Critical Thinking Needed Our media gives ample coverage to some presidential candidates calling each other a liar and a sleaze bag. While entertaining to some, this certainly should lower one’s respect for either candidate. This race to the bottom comes as no surprise given their lack of respect for the rigors of critical thinking. The world’s esteemed scientists take great steps to preserve the integrity of their findings. Not only are their findings peer reviewed by fellow experts in their specialty, whenever possible the findings are cross-checked by independent studies...

Home · Articles · News · Art · Images of the Watershed
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Images of the Watershed

Kristi Kates - September 28th, 2009
Images of the Watershed
Photographers challenged in 2010 Juried Exhibition

By Kristi Kates 9/28/09

Northern Michigan waters truly define the character of our region and our residents’ way of life – and that, despite their beauty, these waters are actually quite fragile, points out Gail DeMeyere, Crooked Tree Arts Center Visual Arts Director.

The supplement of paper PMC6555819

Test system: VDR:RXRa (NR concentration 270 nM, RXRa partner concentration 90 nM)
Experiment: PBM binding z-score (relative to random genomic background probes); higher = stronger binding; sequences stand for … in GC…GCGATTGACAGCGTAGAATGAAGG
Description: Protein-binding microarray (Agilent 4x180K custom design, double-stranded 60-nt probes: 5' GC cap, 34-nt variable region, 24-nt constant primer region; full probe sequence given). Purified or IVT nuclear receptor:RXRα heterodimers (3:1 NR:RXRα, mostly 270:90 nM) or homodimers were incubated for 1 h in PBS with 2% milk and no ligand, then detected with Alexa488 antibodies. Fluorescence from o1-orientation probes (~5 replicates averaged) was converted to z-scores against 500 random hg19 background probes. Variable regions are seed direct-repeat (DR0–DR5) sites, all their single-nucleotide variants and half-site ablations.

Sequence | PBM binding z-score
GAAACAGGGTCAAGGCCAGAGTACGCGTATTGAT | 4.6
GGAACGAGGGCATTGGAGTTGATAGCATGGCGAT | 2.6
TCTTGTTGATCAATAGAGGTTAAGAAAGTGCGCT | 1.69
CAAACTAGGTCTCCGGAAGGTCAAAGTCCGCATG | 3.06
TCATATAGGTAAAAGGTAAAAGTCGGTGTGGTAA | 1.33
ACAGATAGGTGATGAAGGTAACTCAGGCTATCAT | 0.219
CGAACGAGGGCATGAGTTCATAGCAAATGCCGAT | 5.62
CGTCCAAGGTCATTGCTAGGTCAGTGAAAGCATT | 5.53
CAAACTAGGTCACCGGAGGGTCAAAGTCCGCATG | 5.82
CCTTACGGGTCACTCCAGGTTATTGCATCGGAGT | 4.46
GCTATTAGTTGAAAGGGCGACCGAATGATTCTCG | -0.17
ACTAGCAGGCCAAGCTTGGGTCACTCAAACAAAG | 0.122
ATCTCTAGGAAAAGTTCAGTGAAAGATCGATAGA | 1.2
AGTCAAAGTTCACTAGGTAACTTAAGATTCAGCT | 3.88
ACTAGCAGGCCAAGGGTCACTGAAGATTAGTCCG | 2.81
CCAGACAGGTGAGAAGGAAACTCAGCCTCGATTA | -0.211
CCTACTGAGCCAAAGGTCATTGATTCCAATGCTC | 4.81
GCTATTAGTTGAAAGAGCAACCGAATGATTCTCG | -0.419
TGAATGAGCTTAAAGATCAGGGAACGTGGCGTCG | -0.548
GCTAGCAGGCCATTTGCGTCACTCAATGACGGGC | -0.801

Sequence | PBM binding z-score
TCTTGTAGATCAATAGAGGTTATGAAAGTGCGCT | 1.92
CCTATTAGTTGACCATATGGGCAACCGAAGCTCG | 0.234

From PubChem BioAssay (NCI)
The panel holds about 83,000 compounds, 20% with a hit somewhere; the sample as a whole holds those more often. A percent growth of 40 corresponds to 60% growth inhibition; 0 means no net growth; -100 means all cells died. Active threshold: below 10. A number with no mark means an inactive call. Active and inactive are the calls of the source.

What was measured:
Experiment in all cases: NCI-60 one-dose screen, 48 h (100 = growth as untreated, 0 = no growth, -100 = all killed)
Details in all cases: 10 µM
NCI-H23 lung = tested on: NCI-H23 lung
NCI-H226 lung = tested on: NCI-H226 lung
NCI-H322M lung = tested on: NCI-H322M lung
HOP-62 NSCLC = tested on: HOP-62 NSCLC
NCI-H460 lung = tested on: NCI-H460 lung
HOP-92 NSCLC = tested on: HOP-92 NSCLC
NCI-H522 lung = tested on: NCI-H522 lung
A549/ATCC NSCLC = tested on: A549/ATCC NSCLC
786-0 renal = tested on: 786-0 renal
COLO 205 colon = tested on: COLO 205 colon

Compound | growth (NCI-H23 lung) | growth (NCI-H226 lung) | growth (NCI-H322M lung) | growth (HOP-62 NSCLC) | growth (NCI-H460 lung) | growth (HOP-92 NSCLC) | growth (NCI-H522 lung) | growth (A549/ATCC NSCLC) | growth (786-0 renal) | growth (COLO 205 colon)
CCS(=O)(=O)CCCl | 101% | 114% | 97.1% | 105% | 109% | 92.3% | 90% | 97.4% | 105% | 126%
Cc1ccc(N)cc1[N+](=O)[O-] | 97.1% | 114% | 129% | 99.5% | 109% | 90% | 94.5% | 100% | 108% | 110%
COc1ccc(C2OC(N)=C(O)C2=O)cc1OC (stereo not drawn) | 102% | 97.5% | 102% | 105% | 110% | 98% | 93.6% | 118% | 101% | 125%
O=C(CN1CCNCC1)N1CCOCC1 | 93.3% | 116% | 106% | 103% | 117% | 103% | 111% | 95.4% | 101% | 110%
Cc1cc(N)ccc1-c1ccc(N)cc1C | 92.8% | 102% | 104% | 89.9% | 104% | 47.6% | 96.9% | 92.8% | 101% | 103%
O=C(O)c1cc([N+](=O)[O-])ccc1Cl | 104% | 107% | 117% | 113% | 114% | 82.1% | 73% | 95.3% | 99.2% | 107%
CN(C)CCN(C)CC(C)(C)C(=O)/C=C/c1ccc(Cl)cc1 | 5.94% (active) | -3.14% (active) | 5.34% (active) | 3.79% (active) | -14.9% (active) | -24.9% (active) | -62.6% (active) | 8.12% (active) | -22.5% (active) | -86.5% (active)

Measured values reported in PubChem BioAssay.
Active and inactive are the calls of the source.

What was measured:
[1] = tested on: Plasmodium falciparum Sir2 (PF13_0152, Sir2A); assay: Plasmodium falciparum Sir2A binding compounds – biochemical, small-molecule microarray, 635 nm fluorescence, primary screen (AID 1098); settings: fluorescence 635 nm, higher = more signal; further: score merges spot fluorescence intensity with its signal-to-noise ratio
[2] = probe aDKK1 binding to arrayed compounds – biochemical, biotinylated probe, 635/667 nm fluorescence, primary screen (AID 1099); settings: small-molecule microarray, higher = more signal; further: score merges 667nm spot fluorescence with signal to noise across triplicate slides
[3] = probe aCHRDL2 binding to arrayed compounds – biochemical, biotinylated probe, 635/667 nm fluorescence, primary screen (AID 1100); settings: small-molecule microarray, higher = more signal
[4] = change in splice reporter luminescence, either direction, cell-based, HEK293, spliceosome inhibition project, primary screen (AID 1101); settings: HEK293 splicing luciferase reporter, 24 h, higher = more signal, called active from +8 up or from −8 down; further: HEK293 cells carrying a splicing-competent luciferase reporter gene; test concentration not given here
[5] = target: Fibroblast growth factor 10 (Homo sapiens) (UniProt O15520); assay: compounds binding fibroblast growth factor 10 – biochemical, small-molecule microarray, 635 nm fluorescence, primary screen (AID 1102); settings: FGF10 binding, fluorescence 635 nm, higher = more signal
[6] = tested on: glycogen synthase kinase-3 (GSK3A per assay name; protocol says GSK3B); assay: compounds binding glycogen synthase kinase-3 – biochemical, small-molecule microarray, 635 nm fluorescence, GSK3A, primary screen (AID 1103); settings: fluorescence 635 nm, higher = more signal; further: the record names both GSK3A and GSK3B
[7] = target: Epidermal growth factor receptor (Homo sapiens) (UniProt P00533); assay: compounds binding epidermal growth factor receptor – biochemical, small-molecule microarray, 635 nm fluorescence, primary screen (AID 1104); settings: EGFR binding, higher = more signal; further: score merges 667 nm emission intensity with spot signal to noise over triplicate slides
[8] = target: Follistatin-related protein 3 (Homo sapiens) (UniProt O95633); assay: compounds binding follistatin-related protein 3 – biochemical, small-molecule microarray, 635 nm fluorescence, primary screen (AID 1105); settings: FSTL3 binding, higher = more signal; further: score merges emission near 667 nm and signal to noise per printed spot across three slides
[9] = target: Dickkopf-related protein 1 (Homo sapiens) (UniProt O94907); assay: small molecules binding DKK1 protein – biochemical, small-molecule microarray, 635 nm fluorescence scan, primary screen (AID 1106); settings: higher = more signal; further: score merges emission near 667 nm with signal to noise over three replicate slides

“The future of our waters depends on what we do today to protect and restore them,” DeMeyere says.
“Watershed awareness” is the theme for the Crooked Tree Art Center’s 29th Annual Photography Exhibition, showing January through April 2010 in Petoskey.
As DeMeyere explains it, a watershed is
“the area of the land’s surface that drains to a particular water body.” The Tip of the Mitt
website goes on to explain that watershed boundaries are generally based on high elevations; for instance, the continental divide is North America’s most famous watershed boundary. On the east side of the continental divide, the rivers and other water bodies, including the Great Lakes, all drain to the Atlantic Ocean. On the west side of the continental divide, all of